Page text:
In some locations, monthly rental properties are very competitive. That can drive down prices, decreasing your profit. If you’re competing in an area where most investors own their properties outright without a mortgage while you have mortgage expenses to contend with, you have less pricing flexibility than your competitors. You need to charge high enough rent to cover your expenses, while still hoping to take home a profit.

With mortgage payments to contend with and potential competition, you may only be able to profit $200 to $400 per month on a property. That’s $4,800 a year… a far cry from the $50,000 we’re talking about for earning a living. You’d need to own over 10 properties, each profiting $400 per month, in order to reach that target.

Related: Using the 1% Rule to Determine If a Rental Property Is a Good Investment

Sure, once you own multiple properties, you may also be able to increase that per-property profit due to economies of scale — buying materials in bulk and receiving significant discounts from contractors. You might be able to reach the annual income target faster, but it will still take a long time to reach the number of units necessary. Use this mortgage calculator to assist in determining how much profit you might generate.

In other locations, though, you can charge much higher rent compared to the purchase price or mortgage payment. Property prices still tend to be high in New Jersey (where I live), so potential for profit isn’t as great. Head to other areas of the country, though, and you’ll see a different story. There, you can buy properties commanding rental fees of $1,000 or more, for purchase prices of just over six figures. Let’s say your monthly mortgage payment is $450 and you can successfully charge $1,100 in rent. Well, your path to earning a living just got much clearer and shorter.

How much work are you willing to do for an extra $400 a month?

The initial hard work may pay off when you add additional properties to your portfolio. However, the path to millionaire status through rental properties is not as simple as television shows on HGTV might lead you to believe.

You may profit in terms of your financial statements, but if you consider your time and your sweat equity worth something, the calculation gets a little trickier. This is particularly true when you’re doing more work to get started.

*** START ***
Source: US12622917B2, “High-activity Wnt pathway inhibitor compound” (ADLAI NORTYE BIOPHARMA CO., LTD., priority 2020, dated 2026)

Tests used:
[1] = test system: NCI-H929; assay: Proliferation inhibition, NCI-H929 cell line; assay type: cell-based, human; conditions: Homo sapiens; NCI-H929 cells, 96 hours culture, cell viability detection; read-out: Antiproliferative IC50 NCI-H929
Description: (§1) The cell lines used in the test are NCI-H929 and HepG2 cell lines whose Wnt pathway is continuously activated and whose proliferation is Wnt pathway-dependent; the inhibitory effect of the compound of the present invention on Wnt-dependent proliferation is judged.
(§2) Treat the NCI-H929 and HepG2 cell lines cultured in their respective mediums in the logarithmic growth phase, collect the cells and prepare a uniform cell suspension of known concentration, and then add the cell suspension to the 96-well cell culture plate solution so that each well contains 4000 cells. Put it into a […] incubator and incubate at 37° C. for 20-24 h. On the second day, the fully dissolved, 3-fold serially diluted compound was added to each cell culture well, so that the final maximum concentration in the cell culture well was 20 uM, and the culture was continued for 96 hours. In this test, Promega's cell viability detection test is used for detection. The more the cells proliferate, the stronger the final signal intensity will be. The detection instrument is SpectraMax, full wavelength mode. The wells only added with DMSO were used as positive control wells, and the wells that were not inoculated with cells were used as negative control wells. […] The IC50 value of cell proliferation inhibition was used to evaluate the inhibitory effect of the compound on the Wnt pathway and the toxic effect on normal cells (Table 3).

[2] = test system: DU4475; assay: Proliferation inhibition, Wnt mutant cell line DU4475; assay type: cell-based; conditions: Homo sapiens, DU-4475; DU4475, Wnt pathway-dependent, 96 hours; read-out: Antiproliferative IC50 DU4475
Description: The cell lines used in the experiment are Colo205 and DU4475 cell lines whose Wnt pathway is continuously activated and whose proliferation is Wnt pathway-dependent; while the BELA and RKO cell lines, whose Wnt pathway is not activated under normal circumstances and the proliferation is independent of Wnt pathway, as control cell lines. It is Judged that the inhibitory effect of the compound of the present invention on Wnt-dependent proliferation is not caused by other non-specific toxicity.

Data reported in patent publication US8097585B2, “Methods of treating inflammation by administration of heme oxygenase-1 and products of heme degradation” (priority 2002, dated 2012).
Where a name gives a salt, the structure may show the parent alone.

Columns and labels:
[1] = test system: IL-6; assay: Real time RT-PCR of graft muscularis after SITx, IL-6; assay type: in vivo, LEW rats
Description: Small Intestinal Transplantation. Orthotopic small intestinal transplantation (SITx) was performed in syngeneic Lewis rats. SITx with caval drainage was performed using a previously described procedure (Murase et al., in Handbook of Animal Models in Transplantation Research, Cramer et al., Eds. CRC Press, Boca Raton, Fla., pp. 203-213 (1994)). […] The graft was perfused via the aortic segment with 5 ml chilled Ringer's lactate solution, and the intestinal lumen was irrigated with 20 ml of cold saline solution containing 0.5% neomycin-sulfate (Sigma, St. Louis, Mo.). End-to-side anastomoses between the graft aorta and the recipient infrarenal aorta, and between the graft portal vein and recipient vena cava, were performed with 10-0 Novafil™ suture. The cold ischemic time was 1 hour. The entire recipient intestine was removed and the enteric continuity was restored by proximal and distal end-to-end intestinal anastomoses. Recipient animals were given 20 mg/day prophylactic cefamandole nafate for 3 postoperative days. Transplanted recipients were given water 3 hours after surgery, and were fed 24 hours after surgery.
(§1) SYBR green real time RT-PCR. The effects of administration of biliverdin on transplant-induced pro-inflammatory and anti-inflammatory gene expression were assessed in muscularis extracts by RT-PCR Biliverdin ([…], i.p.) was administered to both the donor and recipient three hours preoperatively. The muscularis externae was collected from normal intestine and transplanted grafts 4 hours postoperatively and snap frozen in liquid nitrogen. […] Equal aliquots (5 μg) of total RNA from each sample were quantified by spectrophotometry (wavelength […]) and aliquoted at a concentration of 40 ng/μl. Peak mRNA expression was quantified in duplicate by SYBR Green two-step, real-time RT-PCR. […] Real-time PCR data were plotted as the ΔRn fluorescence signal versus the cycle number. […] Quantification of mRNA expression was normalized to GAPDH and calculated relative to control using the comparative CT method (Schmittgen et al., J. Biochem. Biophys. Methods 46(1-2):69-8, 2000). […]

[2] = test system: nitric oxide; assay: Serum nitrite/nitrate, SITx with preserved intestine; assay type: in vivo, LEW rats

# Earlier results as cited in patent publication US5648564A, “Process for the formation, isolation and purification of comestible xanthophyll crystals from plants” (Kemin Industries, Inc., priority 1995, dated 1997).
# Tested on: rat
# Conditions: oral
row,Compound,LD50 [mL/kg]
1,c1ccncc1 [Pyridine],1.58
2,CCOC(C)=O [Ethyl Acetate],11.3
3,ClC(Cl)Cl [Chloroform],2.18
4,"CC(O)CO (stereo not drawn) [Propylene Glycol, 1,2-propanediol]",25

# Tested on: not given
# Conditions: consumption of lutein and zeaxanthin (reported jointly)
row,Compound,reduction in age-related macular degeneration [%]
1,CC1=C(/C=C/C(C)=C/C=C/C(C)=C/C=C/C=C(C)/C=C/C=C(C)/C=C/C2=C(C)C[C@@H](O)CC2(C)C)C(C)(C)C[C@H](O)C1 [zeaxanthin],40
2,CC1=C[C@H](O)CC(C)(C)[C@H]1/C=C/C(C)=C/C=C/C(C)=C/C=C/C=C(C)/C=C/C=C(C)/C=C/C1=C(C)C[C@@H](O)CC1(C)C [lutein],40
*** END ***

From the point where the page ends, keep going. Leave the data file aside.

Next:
Learn More: Fixer Upper: What I Learned from Flipping My First House

Even in markets where home prices have remained relatively high, it’s still possible to earn a living with rental properties. The work isn’t for everyone, and that’s a good thing. Those who are willing to put the necessary labor into creating a successful business will be rewarded. While you can bring in extra cash from a sole property, earning a true living isn’t that easy. If you want to create a passive income that can support your family, you’ll need to expand and add some volume to your rental property portfolio.

Are you earning a living through rental properties? What lessons have you learned? If you’ve considered becoming a landlord but have decided against it, what held you back?

Article comments

Thomas Miller says:

IMHO at its current heights, the stock market is not representative of the value of the companies. Those 401k’s have to go somewhere and they go into the market. Scare me a lot. I spent 18 years as a stockbroker and when it finally falls..well it worries me.

So I am retired now and I want to use some money to buy @ three properties. They would be a cash transactions. There is a working class neighborhood with houses that are kept rather nice and I can buy for @ 90,000 to $130,000 depending on size. Rents go for $750 to a little over $1,000 depending on the size.

Although I am very handy at remodeling I don’t want the day to day hands on of running the properties. I would hire a company to do it. What I am hoping for is to generate a net @$1,000 a month from three properties. No mortgages involved.


I’m going to talk with my CPA and maybe set up a Corp or LLC to own the properties.

Patrick Freeze says:

I think these are all great things to think about if someone is interested in becoming a landlord. I especially appreciate your mention of the financial responsibilities that come with owning rental property. So many times people underestimate how costly it can be to invest in a rental property and maintain it, even while collecting a monthly rent from tenants. I would love to add however, that even for those that do not want to manage their rentals on their own, it is still possible. Using an experienced property management company that has great customer service, knowledge of the real estate industry, and low monthly management fees can make things a lot easier, and still give you enough supplemental income to make it worth it. Thanks again for sharing!

Anonymous says:

I think building the relationships with realtors and property managers is extremely important. Anyone can tell you what you want to hear. I worked on relationships for almost two years before finding the right people to help with the transition into being a landlord. We now have one commercial property and our newly acquired first residential rental property. We hope to be up to five properties within the next ten years. I think it can replace our income when we decide to drop out of the 9-5 grind.Time will tell.

Anonymous says:

This is something that I really want to get into in the future, but I’ve always been faced with the last question you asked: how much work am I willing to do for an extra $x per month? I’m still on the fence on just purchasing a REIT on a stock exchange and getting property exposure that way.The return from leverage when property prices are rising is hard to beat, though!